Big Ideas Aren’t Always The Point.

August  24,  2011 / By Taylor Blog

A recent article in the NYT titled The Elusive Big Idea laments for a long-passed Age of Ideas. Writer Neal Gabler knows how to rub salt into our collective iPads: he believes that in our digital age, information itself has become the finish line, not the starting point; the development of big ideas has taken a back seat to knowing facts; pushing boundaries has been replaced by being liked; complex debate has been replaced by 140-character bursts of expression; dreams have been replaced by video; speed has surpassed quality.

Like any complex debate, I think the writer is definitely onto something. He’s not wrong, but he’s also screaming at kids to get off his lawn. When I first read this over a week ago, I didn’t agree with all his points, and immediately began this blog post about it. Then I checked my Twitter feed, had a few emails I had to get out, got working on a big project that was due the next day, downloaded Lion, and before long, a week goes by. Whether or not we have more ideas than other generations is debatable; that we are a very distracted generation cannot be questioned.  

Blanket statements like “ideas seem smaller today” are designed to get a reaction, so I won’t go there. Goggle’s quest to digitize every book every printed? I can read a few pages of Ovid’s Metamorphoses on my iPhone during my morning commute and that’s not big enough? How about OXO’s can opener? Toms Shoes? The High Line? Guinness’s Pub Can? Bitcoin? Or the obvious: if the rise of the internet and all things digital itself isn’t a big enough idea for one generation to hold up and say, “look what we have,” then we’ll never get past the idea that big ideas start with Einstein and end with a man on the moon. If anyone is looking for ideas, I recommend spending time here. Or here. Or here. Or here. Or here.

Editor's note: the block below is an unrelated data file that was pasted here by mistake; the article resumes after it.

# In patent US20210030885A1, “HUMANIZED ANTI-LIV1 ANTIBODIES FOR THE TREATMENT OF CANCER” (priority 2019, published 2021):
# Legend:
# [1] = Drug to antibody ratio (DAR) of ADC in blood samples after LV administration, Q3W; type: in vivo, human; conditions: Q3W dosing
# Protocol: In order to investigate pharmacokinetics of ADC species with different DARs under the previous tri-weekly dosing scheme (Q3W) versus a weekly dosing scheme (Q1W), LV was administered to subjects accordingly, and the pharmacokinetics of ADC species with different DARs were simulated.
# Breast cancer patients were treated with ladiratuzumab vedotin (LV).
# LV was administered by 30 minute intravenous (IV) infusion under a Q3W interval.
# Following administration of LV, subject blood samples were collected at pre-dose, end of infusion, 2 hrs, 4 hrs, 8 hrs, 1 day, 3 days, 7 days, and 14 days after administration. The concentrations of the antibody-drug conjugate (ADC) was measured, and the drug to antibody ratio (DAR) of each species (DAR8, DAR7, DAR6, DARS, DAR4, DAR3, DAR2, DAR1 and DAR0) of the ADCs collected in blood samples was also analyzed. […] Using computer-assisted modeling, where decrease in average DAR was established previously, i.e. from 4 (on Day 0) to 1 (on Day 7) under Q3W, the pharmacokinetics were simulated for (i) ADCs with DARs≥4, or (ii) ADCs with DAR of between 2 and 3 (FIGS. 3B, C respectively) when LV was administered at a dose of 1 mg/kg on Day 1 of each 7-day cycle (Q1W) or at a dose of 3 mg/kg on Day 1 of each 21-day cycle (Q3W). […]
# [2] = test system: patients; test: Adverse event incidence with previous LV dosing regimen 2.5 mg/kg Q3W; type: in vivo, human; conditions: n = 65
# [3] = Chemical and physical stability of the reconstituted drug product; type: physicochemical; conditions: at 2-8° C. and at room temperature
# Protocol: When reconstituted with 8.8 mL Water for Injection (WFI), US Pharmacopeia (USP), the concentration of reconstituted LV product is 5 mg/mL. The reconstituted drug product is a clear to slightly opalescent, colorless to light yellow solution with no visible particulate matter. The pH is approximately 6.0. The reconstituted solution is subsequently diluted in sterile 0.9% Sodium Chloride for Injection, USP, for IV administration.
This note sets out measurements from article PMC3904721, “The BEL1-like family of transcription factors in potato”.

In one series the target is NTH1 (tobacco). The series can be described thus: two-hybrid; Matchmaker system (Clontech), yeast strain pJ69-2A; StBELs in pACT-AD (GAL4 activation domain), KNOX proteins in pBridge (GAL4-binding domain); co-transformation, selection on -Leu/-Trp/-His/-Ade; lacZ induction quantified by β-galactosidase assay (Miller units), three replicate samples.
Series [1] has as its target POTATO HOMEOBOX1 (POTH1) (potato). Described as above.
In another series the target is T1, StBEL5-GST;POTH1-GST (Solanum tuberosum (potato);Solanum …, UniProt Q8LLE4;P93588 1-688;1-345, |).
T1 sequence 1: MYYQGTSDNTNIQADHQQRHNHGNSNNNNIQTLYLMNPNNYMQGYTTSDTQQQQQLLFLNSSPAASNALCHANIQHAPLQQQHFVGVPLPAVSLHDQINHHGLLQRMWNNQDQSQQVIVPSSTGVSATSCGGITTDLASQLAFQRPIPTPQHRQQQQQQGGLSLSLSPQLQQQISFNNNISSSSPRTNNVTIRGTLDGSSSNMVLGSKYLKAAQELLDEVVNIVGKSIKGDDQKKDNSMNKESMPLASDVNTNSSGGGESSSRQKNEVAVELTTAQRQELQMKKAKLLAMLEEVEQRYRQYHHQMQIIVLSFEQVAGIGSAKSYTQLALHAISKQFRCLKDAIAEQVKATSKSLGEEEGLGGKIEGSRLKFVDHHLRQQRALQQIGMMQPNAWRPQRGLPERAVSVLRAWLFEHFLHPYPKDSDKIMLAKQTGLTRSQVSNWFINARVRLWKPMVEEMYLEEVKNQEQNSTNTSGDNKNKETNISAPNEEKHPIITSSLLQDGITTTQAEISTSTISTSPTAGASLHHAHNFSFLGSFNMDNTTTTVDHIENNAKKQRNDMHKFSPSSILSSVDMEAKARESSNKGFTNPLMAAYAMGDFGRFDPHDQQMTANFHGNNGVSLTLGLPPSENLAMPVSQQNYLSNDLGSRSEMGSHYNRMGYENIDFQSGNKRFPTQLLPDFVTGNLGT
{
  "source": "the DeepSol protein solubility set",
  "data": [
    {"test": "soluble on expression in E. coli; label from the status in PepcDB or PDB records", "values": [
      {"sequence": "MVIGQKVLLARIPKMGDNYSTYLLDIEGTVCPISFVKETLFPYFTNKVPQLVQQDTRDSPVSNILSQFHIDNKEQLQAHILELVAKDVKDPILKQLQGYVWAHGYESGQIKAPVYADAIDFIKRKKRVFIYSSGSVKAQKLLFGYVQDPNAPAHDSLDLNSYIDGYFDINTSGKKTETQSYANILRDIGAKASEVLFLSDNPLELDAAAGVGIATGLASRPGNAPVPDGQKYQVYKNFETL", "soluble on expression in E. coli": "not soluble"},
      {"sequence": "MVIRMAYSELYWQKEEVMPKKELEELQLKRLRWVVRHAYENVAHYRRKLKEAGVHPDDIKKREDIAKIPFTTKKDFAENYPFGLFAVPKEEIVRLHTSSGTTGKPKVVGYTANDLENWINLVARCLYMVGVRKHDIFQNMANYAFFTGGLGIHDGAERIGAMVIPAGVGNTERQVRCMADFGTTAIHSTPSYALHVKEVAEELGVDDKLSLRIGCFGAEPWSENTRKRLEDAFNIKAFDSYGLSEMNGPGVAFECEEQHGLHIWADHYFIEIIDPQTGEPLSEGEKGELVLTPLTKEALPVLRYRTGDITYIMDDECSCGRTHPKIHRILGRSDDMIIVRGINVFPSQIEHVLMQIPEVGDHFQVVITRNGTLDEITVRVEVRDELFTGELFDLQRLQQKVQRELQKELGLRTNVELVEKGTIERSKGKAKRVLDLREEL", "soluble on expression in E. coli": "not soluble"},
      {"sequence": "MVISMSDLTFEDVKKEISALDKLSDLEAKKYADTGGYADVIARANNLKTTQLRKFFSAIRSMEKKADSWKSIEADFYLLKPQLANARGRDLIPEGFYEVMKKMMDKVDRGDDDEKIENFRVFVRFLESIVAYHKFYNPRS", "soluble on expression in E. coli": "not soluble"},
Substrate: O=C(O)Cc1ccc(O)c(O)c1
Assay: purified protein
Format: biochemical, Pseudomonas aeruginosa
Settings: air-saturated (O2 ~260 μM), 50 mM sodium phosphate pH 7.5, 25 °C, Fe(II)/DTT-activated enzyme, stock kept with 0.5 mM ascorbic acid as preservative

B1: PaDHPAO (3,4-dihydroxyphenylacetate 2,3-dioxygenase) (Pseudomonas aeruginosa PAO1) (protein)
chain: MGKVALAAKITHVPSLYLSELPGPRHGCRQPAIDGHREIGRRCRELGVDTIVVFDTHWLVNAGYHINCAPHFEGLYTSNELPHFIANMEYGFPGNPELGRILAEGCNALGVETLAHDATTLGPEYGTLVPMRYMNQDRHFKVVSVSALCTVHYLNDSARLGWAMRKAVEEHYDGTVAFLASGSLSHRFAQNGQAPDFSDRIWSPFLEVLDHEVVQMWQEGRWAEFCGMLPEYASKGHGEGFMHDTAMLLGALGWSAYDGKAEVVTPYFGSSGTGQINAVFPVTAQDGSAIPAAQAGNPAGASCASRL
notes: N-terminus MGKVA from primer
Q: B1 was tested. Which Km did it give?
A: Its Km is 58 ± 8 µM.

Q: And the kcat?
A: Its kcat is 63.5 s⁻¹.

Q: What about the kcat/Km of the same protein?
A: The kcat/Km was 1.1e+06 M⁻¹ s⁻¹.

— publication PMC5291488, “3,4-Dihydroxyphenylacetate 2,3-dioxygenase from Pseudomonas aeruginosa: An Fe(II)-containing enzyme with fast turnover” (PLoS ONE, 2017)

And I know many of us have been to these sites, so there doesn’t seem to be a lack of smart people focused on hearing new ideas. The bigger question is: is the concept of a “where are the big ideas” even the right question to ask? Just maybe, the reason there are so few big ideas is because big ideas are extremely rare, and what makes life better are the thousands of very small ideas, a handful of medium size ideas, and one or two really big ideas. Once the Romans realized an arch can hold more weight than straight columns, boom, that problem was solved, and it was onto figuring out what to do with technology. Blaming digital media consumption for a perceived lack of ideas is a little like blaming Gutenberg for the death of penmanship; at the end of the day, all this stuff, social media, three-screening, iEverything, they’re only platforms and tools and in many cases, harmless diversions, modern day picket fences where people meet and shoot the breeze and connect. Yes, the scale has increased tremendously; people in NYC who were on Twitter yesterday around 1.30pm knew about the earthquake in DC—get this—before the earthquake even hit NYC. That’s some cool stuff. And if you spend all day online, sure, your productivity will probably decrease. But wasting time out by the end of the internet doesn’t equal an end of ideas, nor does it offer so much more information that people will have more ideas. It’s just information, and as always, it’s up to the individual to decide what to do with it. When all these platforms start decreasing productivity, anyone can log off, place feet squarely on desk, and get some thinking done. Libraries have always been stuffed with information; the secret is what an individual does with the same facts that are available to everyone, and that has always been true.